The Khalid Bin Mahfouz libel rodeo is starting to bounce, at least in the blogosphere. Apart from the National Review and Mark Steyn in the OC Register, the big media boys seem to be keeping it small.
Stanley Kurtz asks the questions all this raises.
The issues at stake include freedom of speech, national sovereignty, the legal and social effects of the Internet, and the war on terror. Several questions present themselves, including: 1) Is mainstream media coverage failing as a direct or indirect outcome of the earlier suits? 2) Did the earlier suits leveled at major newspapers and magazines include specific agreements forbidding future coverage? 3) Are American libraries complying with Cambridge University Press’s letter calling for the withdrawal of Alms for Jihad from their shelves? 4) What, if any, are their legal obligations to comply? 5) Are libraries that chose not to comply in any danger? 5) Why are we not hearing anything more from the American publishing industry about the threat they are under?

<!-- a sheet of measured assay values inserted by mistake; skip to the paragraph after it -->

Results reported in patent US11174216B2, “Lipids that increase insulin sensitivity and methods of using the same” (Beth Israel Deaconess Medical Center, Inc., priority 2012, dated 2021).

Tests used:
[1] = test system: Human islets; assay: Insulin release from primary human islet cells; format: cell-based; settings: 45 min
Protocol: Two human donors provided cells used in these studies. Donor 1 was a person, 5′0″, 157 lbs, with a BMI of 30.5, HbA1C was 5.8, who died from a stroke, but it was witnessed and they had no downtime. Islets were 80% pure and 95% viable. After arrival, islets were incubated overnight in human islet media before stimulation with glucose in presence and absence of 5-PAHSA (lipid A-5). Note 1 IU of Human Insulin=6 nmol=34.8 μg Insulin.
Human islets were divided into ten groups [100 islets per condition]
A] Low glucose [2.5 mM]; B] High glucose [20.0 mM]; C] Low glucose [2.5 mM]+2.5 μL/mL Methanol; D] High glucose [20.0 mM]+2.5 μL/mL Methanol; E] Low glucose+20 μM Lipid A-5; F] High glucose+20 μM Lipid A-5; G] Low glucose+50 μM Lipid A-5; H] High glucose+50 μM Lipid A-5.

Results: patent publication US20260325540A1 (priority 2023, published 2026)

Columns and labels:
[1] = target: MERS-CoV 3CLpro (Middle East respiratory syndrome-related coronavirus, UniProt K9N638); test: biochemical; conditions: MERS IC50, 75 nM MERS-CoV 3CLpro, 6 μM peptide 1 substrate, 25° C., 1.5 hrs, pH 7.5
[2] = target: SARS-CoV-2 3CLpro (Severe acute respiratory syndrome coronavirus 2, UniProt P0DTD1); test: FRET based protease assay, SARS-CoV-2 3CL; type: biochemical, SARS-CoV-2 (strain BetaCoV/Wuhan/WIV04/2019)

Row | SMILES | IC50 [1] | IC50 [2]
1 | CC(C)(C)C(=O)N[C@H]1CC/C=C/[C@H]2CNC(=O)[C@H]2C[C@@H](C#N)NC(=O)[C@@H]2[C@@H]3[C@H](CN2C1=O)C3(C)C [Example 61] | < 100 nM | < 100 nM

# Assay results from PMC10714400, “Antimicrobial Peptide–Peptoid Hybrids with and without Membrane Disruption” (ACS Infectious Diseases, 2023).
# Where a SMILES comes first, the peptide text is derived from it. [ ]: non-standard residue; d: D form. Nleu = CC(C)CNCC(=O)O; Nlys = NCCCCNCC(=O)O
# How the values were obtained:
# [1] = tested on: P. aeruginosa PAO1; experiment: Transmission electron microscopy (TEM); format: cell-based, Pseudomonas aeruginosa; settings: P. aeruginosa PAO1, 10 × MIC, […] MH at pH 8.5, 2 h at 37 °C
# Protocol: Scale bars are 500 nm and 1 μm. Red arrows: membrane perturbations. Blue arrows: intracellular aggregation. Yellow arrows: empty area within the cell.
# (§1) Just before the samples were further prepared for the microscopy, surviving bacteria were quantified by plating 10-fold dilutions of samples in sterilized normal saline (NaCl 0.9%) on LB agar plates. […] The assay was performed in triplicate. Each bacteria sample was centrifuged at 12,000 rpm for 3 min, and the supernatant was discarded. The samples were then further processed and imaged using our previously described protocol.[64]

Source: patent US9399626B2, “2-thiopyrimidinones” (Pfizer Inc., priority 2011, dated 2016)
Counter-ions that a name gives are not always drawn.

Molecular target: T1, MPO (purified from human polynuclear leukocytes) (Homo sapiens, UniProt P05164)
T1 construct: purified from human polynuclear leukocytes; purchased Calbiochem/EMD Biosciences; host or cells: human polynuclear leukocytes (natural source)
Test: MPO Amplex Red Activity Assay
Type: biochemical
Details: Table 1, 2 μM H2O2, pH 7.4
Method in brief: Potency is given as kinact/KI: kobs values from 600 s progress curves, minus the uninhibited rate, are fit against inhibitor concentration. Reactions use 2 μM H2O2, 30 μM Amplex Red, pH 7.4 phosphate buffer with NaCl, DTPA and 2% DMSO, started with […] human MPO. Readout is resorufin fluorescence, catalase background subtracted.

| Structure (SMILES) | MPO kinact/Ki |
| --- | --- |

He follows this with a long list of 'to dos'.
I'd just like to add a comment I found in an article published after another Mahfouz libel case had shut down Jean-Charles Brisard and Guillaume Dasquie's book, The Forbidden Truth.
“This ruling is extremely important in the sense that it has restored our faith in the rule of law and that in the West authors are after all accountable,” said another Jeddah businessman.
Do you think he meant 'in the West just like where I come from' or 'in the West most unlike where I come from'?